Detroit's storytellers on why the medium brings people closer together

Satori Shakoor has a distinct memory of the first time she truly felt the power of storytelling. 

She wasn't a stranger to performing, having played instruments since she was a child and been an actor and theater director as an adult. Nor was she a stranger to stories, which, as she describes it, was the language of her childhood. 

"People in my community told stories for different purposes. Sometimes to entertain us kids or to scold or teach lessons. Or just because that's the way they communicated," she says. "If you grow up speaking Spanish, you speak Spanish. If grow up telling stories, you tell stories."

Storytelling came naturally to her. So it's no wonder that she when she started telling them, people listened. She came in second place at the Moth Detroit GrandSLAM, got asked to host the Moth Slam in Ann Arbor, told a story for the Moth Radio Hour, and even shared a stage with Garrison Keillor, Adam Gopnik, and Richard Price at a Moth Ball fundraiser in New York City. 

Despite all that time spent with stories, Shakoor still didn't truly appreciate the medium's power until 2012 when she was on stage before 900 people in Boston relating the story of the nine-month period when her mother died to ovarian cancer, her son died after complications from an automobile accident, and she lost all her savings in the 2008 stock market crash. She'd told the story live two times before, but something magical happened that night.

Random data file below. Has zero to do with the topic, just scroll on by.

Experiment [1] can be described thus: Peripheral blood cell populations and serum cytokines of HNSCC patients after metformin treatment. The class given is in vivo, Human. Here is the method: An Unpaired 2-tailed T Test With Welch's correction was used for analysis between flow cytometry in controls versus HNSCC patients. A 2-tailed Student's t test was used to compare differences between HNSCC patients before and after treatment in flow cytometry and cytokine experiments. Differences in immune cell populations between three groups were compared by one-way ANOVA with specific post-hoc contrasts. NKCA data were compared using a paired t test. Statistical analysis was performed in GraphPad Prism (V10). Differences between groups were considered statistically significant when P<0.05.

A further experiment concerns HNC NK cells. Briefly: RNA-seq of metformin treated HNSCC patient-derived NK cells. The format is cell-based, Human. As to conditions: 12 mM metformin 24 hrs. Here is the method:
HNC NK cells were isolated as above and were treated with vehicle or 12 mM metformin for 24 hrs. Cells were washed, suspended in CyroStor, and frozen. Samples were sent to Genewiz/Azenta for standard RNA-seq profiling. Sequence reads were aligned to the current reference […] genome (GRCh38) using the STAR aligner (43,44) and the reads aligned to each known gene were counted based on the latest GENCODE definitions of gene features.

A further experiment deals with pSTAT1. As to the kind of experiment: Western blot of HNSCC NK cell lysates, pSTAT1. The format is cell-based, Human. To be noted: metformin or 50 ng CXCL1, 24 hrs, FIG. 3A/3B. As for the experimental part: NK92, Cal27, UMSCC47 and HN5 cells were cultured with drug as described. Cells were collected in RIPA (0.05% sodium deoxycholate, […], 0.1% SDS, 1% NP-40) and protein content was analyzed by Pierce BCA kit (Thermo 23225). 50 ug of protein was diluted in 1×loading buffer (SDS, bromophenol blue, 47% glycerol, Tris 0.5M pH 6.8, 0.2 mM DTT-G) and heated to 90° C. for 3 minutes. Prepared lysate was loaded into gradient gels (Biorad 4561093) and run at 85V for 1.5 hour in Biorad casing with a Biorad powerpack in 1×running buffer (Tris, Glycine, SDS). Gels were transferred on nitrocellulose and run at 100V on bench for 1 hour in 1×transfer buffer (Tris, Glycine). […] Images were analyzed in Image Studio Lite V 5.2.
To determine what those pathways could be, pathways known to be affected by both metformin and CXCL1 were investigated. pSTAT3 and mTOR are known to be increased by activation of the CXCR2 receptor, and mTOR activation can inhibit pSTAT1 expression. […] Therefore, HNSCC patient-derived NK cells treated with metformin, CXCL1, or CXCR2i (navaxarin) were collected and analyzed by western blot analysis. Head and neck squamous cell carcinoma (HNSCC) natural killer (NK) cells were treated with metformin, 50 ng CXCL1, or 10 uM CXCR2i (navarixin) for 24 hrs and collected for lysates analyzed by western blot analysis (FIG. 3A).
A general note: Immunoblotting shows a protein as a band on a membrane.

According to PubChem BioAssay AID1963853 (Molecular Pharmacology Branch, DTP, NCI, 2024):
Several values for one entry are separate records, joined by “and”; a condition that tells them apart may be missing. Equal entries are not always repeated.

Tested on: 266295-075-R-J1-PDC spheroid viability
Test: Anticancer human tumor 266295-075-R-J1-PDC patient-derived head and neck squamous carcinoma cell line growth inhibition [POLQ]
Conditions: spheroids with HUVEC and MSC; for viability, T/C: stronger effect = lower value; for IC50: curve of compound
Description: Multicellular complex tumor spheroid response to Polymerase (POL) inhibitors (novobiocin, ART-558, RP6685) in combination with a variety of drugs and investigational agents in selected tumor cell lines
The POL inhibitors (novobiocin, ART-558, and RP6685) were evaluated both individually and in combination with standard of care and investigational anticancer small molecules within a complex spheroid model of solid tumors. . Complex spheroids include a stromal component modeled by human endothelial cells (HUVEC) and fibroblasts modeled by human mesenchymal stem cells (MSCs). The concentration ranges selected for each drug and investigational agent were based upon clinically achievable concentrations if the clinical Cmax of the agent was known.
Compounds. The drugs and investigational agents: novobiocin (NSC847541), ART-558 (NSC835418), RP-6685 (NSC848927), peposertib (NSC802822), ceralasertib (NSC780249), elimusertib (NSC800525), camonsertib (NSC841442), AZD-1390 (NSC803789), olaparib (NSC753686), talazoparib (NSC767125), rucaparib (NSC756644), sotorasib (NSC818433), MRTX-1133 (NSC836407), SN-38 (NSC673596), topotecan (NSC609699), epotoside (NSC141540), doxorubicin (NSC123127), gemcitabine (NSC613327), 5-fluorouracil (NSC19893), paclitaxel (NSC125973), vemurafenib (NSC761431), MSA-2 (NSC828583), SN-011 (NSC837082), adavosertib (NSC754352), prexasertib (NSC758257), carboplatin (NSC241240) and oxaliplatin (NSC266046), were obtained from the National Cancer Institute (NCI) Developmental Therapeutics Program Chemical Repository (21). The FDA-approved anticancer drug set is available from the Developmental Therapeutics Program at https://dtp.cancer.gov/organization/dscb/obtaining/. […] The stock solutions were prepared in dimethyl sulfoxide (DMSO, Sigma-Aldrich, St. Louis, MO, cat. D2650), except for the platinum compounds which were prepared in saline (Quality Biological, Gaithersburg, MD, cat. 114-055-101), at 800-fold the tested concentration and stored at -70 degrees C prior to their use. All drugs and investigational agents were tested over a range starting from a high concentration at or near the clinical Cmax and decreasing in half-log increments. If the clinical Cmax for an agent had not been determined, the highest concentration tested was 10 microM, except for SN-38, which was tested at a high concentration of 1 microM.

"This time it wasn't painful, I could get through it," she says. "I felt freedom, I felt love, I felt everything you could possibly feel. I'd never been heard to this degree before, listened to so profoundly. And it occurred to me that everyone should have this experience."

And in 2013, she gave others the opportunity to have those experiences when she created The Secret Society of Twisted Storytellers. Helped by a $30,000 Knight Arts Challenge grant, the Secret Society is now a monthly event held at the Charles H. Wright Museum of African American History where anybody, "children to people in wheelchairs, poet laureates, George Clinton, and everybody in between," according to Shakoor, can come and tell their story in front of a live audience. 

Spreading stories

Cornetta Lane is one of the many people who's told a story at a Secret Society event. 

She had been estranged from her father for several years, but had dinner plans to hopefully reconnect, when she learned that he was shot and killed. In the process of journaling about her feelings some time later, she thought she could honor him by telling his story. She reached out to Shakoor, who helped her craft the story and gave her a slot at a Secret Society event. 

It was a life-changing experience for Lane. "Through that process, I began to develop a new image of my father that was beautiful and loving and compassionate. It really helped me get out of that state of depression," she says. "If storytelling can do that for me, surely it can do that for lots of people—by that I mean heal, transform."

Cornetta Lane speaks at an event at Submerge Records in the North End

Shakoor became more than inspiration to Lane, but even a kind of storytelling mentor. She let Lane observe workshops and showed her the process of crafting a story and teaching the art.